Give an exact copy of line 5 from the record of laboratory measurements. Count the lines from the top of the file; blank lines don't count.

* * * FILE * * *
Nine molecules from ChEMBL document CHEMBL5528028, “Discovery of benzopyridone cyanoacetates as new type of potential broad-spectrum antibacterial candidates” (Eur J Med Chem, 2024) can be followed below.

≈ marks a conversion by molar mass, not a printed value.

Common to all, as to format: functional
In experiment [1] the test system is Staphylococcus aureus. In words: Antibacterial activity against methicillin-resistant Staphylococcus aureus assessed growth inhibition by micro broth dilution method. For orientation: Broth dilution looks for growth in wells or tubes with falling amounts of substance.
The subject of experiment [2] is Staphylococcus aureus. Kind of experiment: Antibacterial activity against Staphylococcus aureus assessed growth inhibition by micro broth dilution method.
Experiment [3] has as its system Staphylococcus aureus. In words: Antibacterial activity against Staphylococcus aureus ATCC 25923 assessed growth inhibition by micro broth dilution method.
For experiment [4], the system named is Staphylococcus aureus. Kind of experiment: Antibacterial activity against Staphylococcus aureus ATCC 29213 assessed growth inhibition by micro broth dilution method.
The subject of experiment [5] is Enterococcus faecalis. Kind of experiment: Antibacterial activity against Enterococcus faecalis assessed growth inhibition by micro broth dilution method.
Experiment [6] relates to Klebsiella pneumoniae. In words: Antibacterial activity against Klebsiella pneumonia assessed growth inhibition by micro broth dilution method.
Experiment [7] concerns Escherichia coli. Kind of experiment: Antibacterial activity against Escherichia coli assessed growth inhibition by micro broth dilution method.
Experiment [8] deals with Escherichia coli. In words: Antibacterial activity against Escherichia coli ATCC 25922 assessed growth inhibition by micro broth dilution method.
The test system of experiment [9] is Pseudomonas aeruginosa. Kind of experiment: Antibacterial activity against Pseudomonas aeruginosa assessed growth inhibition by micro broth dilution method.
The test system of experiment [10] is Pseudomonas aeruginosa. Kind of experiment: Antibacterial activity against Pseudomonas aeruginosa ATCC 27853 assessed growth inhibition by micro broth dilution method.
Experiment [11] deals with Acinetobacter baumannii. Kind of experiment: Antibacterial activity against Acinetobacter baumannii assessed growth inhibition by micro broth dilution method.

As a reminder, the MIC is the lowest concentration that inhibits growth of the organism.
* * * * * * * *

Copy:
The subject of experiment [2] is Staphylococcus aureus. Kind of experiment: Antibacterial activity against Staphylococcus aureus assessed growth inhibition by micro broth dilution method.